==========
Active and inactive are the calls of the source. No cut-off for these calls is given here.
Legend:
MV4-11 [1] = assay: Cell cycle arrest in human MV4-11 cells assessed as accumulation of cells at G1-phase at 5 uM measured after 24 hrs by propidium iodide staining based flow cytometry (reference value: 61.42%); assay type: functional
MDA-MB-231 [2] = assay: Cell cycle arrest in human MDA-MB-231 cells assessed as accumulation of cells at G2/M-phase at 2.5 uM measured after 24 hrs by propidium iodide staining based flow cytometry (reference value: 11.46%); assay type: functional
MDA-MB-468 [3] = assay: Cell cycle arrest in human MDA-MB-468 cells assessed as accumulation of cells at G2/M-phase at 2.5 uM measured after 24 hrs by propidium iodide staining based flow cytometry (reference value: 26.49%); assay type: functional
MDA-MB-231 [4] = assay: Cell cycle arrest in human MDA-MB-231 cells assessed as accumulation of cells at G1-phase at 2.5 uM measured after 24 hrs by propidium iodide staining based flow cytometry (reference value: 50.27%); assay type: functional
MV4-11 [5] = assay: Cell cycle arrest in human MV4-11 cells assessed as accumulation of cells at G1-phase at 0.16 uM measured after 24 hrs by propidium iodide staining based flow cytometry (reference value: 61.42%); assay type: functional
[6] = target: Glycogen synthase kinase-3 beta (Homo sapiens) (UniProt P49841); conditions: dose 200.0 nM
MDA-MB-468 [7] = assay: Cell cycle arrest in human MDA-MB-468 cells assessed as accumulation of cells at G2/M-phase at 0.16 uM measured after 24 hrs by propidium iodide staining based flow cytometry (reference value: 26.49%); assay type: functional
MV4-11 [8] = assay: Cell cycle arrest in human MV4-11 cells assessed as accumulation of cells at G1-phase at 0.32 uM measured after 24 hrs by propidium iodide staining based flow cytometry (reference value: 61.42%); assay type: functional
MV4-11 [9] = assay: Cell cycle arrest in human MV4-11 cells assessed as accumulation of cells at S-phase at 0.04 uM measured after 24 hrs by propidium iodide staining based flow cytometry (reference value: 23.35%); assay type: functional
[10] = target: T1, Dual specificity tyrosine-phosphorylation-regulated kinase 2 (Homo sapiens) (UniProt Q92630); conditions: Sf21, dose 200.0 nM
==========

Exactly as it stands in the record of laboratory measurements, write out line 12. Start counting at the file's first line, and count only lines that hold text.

[10] = target: T1, Dual specificity tyrosine-phosphorylation-regulated kinase 2 (Homo sapiens) (UniProt Q92630); conditions: Sf21, dose 200.0 nM